President Enrique Peña Nieto presented the conclusions of the National Debate on Marijuana Use. The Ministers of the Interior and Health, as well as the President’s Legal Counsel, convened a national debate on the issue of marijuana use, on the instruction of the president.

Five thematic forums were held in various cities across the country, with the participation of over 200 speakers and 4,000 stakeholders, including experts, youths, academics, users and parents.

Thanks to digital technology, thousands of others followed the debate and above all, openly expressed their views.

”As I said at the United Nations, I wish to reiterate my appreciation to the youths, parents, experts, academics and representatives of civil society, both domestic and foreign society, who contributed their expertise, ideas and proposals.

This was undoubtedly a historic debate on a subject that people had avoided discussing. Thank you very much to all of you, for your determined participation.”

The National Debate Forums on Marijuana Use permitted an informed, pluralistic and inclusive dialogue, in which all positions were heard, with absolute respect and openness.

Five positions

Through the National Debate Forums on Marijuana Use, five constant positions were identified through dialogue and debate:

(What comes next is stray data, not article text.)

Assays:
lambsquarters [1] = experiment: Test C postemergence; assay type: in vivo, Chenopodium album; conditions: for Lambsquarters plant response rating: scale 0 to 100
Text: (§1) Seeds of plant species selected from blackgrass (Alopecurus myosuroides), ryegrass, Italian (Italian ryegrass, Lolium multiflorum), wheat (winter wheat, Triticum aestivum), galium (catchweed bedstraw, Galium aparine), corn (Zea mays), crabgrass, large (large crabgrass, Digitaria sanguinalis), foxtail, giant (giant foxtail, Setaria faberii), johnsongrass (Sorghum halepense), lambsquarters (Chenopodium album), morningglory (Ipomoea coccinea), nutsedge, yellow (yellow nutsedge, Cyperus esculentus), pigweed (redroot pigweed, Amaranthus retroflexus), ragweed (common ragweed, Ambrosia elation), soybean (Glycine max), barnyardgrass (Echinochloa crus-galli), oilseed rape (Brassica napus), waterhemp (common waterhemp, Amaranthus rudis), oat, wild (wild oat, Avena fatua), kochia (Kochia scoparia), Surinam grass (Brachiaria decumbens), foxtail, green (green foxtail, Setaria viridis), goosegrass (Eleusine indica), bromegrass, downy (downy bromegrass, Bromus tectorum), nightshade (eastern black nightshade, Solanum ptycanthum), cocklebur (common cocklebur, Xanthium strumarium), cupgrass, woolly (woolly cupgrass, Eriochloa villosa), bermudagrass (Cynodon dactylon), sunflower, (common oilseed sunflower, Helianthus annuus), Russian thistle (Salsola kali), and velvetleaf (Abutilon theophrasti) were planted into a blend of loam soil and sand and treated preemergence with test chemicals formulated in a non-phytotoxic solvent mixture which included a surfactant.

1. The need to address the issue of drugs in general and marijuana in particular, from a Human Rights perspective.

2. Marijuana use must be addressed from a public health perspective.

3. Addictions should be treated with comprehensive prevention and therapeutic solutions without criminalizing users.

4. Actions must be reinforced to prevent drug use, including marijuana, especially campaigns targeted at children and youth.

5. Access to controlled substances must be facilitated for therapeutic purposes and scientific research.

“The government is a democratic government that listens and appreciates the contributions of the society it serves. We therefore incorporated these recurring ideas into Mexico’s position, expressed during the United Nations General Assembly Special Session on the World Drug Problem.”

In keeping with that official position, President Enrique Peña Nieto signed and submitted to Congress, specifically the Senate, an initiative to reform the General Health Law and the Federal Penal Code.